Marijuana Legalization in Washington State Update
Legal Marijuana Update
by Smoking Js Sean W.
After squeezing through the midsummer madness at your local super market you almost have everything you need to try making your very first batch of cannabis cookies. Flour, eggs, sugar—Check. Chocolate chips and vanilla extract—Double check. Looking into the cart you know something is missing…something important. Although you’ll have no luck finding it next to the herbs in the produce section, it was legalized eight months ago…so where’s the weed?
Last November, when the citizens of Colorado voted to legalize marijuana the Colorado Legislature was charged with writing the laws for regulation. Voters here in Washington state approved a similar bill, but the responsibility for establishing and regulating the new industry was left in the hands of the Liquor Control Board. In mid-May, the Washington LCB issued a first draft of proposed laws for regulating the legal production, processing, and retail of Marijuana here in Washington state. Some critics complain of how long everything is taking. However, we have to remember that the LCB is in completely uncharted territory. There are no other examples to follow. The board says it is committed to tracking each plant that hits retail, “from seed to sale.” What this means is that all marijuana intended for retail stores will be accounted for—from first sprouting until it is properly packaged and showcased on store shelves. The LCB released a second draft of updated rules in early July. This version will likely be finalized in coming weeks and will lay the guidelines governing the new recreational pot industry.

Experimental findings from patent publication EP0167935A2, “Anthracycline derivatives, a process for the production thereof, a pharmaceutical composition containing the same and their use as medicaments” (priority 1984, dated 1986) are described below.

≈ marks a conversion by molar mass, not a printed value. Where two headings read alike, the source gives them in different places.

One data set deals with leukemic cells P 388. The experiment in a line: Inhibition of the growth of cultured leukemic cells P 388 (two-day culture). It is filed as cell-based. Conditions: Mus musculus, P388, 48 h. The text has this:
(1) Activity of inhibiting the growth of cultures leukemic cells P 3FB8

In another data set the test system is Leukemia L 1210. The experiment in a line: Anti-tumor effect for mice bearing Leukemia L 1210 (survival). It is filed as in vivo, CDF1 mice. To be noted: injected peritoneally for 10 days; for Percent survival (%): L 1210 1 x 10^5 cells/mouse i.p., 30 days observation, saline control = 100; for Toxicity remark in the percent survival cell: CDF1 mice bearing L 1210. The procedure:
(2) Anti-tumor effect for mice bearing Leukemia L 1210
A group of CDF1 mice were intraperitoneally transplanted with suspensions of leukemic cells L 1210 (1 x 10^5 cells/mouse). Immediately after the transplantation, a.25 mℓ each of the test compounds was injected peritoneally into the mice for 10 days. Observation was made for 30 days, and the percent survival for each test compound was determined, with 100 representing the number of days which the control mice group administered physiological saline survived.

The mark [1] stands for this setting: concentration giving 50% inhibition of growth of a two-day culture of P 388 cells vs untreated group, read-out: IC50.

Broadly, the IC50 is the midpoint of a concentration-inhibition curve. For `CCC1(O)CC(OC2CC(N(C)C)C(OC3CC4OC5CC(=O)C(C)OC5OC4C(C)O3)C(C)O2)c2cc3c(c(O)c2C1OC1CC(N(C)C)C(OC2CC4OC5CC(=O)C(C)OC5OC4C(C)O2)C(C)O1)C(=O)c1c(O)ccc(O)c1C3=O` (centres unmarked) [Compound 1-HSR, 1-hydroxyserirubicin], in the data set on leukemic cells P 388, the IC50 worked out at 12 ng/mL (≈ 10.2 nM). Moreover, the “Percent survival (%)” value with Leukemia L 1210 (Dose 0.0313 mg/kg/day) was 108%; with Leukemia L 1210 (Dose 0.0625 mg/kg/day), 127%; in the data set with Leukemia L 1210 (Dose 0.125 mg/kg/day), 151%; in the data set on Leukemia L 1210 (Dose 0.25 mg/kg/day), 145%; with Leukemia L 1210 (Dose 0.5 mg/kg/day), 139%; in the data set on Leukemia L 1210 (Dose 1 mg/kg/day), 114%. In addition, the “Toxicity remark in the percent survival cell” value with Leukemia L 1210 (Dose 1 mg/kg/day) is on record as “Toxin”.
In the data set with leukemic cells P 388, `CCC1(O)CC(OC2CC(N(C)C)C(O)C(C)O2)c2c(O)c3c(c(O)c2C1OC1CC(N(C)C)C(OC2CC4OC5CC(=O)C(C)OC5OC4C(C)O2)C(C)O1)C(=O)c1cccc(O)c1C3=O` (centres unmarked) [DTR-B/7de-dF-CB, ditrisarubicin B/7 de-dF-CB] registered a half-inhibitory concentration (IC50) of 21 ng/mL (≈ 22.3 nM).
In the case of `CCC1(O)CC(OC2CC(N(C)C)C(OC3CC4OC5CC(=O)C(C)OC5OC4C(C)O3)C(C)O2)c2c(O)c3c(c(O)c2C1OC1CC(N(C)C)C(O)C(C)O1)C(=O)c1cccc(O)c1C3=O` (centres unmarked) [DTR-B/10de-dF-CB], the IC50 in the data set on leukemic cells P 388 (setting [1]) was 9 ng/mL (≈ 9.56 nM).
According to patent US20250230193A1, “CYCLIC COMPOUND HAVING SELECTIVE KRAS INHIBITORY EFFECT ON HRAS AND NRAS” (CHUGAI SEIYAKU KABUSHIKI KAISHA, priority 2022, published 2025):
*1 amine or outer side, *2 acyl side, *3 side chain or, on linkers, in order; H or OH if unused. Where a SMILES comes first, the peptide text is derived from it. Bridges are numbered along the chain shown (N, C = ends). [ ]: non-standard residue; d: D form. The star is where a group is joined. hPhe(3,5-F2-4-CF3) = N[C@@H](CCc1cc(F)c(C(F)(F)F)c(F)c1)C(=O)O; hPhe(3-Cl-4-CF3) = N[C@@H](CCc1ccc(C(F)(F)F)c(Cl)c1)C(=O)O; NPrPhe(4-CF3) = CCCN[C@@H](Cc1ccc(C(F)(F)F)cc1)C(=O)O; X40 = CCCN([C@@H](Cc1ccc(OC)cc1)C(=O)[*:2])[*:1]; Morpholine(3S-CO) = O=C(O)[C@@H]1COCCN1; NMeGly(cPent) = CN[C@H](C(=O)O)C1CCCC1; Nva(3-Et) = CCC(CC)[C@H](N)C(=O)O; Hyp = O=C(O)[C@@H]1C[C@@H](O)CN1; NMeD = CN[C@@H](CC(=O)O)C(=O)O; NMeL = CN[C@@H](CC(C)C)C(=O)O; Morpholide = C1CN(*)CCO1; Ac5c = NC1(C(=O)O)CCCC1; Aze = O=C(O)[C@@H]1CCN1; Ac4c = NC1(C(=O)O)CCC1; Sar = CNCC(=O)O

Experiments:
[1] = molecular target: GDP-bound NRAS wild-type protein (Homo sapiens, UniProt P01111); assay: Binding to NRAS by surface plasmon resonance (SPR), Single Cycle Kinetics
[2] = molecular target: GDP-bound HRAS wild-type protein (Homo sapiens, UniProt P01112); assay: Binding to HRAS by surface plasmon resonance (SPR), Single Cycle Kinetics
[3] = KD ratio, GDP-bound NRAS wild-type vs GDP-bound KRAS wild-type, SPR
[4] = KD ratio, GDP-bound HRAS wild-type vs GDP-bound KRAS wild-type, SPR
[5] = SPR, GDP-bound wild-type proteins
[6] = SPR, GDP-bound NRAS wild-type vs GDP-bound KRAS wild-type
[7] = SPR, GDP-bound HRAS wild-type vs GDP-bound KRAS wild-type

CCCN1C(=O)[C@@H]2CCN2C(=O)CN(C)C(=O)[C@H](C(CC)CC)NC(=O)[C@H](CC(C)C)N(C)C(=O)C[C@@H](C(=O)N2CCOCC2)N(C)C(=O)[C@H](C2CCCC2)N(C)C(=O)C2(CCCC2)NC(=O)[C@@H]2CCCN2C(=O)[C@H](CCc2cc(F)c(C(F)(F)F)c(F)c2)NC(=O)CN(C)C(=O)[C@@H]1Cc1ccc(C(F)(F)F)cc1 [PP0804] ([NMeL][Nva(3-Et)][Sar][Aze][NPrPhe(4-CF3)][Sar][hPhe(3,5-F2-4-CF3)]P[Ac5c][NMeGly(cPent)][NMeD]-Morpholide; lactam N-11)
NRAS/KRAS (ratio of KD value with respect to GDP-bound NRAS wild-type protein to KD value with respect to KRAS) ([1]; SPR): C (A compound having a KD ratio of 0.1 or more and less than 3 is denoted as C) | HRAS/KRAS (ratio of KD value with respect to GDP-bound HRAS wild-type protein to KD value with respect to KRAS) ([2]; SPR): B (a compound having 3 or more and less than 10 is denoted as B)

Producers (Growers), processing facilities , and retail locations will all be required to maintain 24-hour surveillance of their facilities. Producers will use their green thumbs to enter daily counts for the weight of all plants grown, even crops that are defunct and that will never see store shelves. The May draft of the laws originally prohibited growing marijuana outdoors. This was the largest criticism made by potential growers. After feedback and further consideration, the LCB decided to allow outdoor grows. Provided the locations still meet the high security standards. A chain link fence does a pretty good job of saying “Authorized Employees Only.” Growers are going to be encouraged to go for organic. There will be restrictions on what chemicals may be used on parts of the plant intended for consumption. Overall the goal is to keep the marijuana as healthy and as safe as possible. If it’s super kind bud that just so happens to be organic, who’s complaining?
Processors will be responsible for fine-tuning the new Marijuana crops before they are shipped to stores. It may sound a little like working in Willy Wonka’s chocolate factory, mixing, matching, infusing new strains into new recipes until some delicious treat sits before you, ready to take you around the world and back. Although processors might have expanded creative freedoms, their duties to the public are great. Processors will be responsible for the proper labeling of all marijuana products. The Liquor Control Board issued a sample of how future packaging will most likely look:
The label will inform consumers of the THC/CBD percentages of the plant or infused product they purchase, net weight, and the name of the strain. If it is a baked good or infused product the label will specify the total THC contained. The LCB defines an infused product serving size as 10mg of THC. Ten servings or 100mg will be the maximum any single package may contain. And of course all packaging will display the cautionary disclaimer: Warning-may be habit forming.